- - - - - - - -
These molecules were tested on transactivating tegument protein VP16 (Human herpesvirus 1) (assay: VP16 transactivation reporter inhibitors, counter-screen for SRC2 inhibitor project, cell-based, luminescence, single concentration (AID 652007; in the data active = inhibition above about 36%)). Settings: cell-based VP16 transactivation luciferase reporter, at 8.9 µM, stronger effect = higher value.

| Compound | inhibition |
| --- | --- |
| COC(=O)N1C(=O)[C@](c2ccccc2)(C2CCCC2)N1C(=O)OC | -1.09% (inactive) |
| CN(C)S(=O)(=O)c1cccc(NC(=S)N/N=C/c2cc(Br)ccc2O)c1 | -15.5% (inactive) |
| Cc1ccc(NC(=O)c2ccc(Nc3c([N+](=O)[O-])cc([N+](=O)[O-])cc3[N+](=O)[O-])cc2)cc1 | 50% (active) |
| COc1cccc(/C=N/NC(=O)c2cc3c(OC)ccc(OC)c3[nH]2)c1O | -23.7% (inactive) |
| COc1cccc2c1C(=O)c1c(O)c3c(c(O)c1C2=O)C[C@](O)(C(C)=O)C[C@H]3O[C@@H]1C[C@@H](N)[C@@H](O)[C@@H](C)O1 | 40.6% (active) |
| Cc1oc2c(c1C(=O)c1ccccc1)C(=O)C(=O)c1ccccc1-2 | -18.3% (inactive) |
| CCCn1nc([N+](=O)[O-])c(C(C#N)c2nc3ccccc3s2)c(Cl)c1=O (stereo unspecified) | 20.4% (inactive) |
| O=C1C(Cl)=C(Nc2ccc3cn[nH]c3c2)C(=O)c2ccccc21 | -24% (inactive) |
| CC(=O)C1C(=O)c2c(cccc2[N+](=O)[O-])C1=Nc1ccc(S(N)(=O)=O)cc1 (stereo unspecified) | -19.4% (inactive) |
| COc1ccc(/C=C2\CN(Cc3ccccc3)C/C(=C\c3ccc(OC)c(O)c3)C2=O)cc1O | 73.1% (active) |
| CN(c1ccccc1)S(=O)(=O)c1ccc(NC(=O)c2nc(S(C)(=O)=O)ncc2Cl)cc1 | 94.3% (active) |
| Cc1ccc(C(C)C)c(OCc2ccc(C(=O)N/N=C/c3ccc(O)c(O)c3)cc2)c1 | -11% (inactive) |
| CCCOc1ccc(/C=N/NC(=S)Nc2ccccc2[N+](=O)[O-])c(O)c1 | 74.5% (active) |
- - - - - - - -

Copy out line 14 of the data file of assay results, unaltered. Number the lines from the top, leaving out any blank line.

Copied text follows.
| CN(c1ccccc1)S(=O)(=O)c1ccc(NC(=O)c2nc(S(C)(=O)=O)ncc2Cl)cc1 | 94.3% (active) |